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What is Operation London Bridge? Here are the protocols in place now that the Queen is dead

The document explains details of what will happen during the 10 days after the Queen’s death
Queen Elizabeth II is currently under medical supervision at Balmoral (Stuart C Wilson/Getty Images)
Queen Elizabeth II is currently under medical supervision at Balmoral (Stuart C Wilson/Getty Images)

LONDON, ENGLAND: Queen Elizabeth is under medical supervision at Balmoral and doctors have expressed their concerns regarding her health. Whenever the British monarch dies, a set of protocols will ease the process of transferring power to Prince Charles. These protocols have been dubbed “Operation LONDON BRIDGE”.

Last year, a set of documents revealed by Politico brought out the secretive plan of the UK government on what will happen in the days after the death of Queen Elizabeth II. 


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In a report by The Independent, the documents explained details of what will happen during the 10 days following the Queen’s death. It also listed all aspects that include where her coffin will go, how the prime minister will publicly address the news, and how Prince Charles will spend his first few days as King.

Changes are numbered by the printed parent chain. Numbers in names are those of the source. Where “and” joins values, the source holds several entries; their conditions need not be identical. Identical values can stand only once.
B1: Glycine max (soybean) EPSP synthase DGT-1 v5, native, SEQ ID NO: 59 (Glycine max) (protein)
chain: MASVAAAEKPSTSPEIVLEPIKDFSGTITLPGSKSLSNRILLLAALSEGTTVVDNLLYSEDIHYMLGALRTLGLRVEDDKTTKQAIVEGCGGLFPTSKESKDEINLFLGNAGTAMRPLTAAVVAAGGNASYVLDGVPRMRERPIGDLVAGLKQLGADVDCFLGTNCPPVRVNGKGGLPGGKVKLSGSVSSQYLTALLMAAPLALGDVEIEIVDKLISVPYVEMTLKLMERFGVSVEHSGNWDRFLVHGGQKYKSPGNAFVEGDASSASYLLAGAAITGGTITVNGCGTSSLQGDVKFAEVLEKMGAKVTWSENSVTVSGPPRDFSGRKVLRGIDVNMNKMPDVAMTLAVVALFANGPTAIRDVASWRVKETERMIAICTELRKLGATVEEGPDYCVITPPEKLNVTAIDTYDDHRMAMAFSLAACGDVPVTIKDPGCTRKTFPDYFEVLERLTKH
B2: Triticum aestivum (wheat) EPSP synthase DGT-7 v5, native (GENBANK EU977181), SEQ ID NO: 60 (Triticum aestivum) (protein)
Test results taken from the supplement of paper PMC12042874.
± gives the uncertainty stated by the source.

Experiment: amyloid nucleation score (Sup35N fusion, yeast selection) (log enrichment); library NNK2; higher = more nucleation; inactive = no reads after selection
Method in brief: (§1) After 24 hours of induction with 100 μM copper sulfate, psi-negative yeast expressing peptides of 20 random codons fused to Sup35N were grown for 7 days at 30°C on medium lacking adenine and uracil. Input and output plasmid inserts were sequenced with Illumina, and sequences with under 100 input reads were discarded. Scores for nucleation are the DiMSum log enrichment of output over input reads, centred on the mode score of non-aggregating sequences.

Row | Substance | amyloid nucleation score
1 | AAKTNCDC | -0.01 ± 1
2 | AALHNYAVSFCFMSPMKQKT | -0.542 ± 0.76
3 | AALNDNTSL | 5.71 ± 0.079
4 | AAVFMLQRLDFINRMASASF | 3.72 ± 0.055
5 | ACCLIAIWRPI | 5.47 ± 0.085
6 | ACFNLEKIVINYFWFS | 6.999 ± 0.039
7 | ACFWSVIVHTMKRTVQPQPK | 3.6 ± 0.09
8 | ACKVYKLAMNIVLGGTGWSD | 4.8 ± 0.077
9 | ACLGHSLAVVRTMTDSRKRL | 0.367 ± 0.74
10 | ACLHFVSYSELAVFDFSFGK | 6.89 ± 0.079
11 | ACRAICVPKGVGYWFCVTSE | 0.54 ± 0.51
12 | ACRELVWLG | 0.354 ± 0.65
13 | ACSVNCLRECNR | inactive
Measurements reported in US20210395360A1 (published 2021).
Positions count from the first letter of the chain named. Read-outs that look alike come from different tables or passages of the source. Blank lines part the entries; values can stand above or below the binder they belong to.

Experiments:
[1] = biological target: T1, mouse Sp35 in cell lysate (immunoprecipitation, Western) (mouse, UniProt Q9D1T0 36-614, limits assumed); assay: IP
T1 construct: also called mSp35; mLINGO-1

Queen Elizabeth II presents Prince Charles, Prince of Wales with the Royal Horticultural Society's Victoria Medal of Honour during a visit to the Chelsea Flower Show on May 18, 2009 in London. The Victoria Medal of Honour is the highest accolade that the Royal Horticultural Society can bestow.
The document has also listed how Prince Charles will spend his first few days as King (Sang Tan/WPA Pool/Getty Images)

What is D-Day and the initial process?